Mistake #1: You haven't saved enough
Having three to six months' worth of nondiscretionary expenses saved in an emergency account is a good rule of thumb. However, the right amount is different for everyone depending on their financial circumstances. If you are secure in your job and don't have dependents, you likely need less emergency savings than if you have children or an unpredictable income.
Remember, you don't need three to six months of all your expenses, just “must-haves” such as your mortgage or rent, utilities, taxes and insurance bills. Whatever you're spending now on discretionary items like dinners out, vacations and shopping, you could eliminate in a real emergency. Once you've set aside enough cash, redirect your savings to longer-term goals such as retirement or a home down payment.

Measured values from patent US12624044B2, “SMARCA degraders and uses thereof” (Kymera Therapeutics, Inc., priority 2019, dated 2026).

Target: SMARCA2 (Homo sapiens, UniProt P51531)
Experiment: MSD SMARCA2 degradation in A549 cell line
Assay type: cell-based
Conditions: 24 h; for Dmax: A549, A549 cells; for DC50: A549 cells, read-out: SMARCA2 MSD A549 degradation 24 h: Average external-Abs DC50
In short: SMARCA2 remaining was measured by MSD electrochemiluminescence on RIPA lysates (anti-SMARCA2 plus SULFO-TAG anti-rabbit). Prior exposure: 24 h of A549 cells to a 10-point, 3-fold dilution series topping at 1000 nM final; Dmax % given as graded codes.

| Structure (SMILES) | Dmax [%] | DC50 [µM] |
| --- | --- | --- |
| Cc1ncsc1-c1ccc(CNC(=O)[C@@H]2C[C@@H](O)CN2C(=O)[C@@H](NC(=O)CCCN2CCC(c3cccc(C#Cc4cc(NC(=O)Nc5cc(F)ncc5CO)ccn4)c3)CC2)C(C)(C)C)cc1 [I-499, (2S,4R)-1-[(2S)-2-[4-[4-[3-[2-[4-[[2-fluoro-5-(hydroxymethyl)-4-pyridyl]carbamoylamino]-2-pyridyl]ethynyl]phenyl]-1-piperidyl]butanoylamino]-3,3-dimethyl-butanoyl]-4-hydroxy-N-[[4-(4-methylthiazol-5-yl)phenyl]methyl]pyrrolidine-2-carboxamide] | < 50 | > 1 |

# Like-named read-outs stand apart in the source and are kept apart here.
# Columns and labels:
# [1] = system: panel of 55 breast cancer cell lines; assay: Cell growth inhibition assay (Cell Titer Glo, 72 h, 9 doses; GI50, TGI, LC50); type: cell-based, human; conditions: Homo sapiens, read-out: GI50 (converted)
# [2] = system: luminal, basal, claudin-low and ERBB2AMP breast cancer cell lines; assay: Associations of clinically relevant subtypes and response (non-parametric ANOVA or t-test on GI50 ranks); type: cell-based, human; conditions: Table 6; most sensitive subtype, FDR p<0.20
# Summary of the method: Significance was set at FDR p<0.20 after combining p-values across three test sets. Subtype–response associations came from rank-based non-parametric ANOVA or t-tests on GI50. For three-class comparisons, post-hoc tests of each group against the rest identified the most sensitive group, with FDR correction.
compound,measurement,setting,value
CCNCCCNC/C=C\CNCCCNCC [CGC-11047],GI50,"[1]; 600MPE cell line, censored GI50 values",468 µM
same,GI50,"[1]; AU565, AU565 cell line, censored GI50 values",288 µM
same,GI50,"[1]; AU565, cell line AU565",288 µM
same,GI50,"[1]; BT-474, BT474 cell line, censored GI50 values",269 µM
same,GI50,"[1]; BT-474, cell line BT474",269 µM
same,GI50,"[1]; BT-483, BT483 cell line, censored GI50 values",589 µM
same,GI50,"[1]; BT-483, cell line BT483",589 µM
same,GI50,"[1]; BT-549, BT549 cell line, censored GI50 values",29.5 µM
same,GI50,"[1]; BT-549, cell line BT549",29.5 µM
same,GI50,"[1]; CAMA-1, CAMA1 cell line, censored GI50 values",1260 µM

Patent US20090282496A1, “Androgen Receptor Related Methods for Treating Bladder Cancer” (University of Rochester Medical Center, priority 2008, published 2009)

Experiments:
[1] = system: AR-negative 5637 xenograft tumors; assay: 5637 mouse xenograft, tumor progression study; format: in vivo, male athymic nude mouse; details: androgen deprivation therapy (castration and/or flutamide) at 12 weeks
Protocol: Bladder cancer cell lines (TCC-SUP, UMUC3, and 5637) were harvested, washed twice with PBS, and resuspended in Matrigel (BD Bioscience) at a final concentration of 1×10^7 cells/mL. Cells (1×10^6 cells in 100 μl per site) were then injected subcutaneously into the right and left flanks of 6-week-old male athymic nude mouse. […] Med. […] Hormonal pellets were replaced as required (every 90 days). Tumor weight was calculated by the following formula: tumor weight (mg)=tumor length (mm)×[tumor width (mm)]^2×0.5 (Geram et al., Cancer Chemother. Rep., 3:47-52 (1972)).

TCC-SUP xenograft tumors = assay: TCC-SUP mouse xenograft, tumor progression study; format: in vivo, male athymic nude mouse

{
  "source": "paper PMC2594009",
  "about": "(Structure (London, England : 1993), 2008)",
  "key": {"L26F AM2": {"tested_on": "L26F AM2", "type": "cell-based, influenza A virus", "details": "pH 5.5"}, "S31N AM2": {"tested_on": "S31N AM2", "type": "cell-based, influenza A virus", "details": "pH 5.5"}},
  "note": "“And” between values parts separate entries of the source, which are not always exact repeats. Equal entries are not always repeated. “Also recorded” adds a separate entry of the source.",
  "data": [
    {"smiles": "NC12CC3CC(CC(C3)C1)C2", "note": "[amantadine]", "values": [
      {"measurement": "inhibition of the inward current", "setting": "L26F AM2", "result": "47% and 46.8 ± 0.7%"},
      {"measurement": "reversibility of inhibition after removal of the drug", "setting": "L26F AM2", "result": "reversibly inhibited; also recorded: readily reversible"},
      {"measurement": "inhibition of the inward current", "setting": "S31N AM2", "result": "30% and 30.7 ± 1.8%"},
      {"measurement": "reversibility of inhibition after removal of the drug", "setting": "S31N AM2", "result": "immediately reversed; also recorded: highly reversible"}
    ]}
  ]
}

Mistake #2: Your money is in risky investments
The stock market is not the place for your emergency money. Instead, keep it in a liquid, easily accessible place such as a savings or money market account, or invest in a conservative investment such as a stable value fund. Sure, you won't earn much of a return on your money, but you can easily tap into it when needed, and there's little risk that the account will lose value. Remember, this fund is designed to support you in a worst-case scenario, not to save for the long term.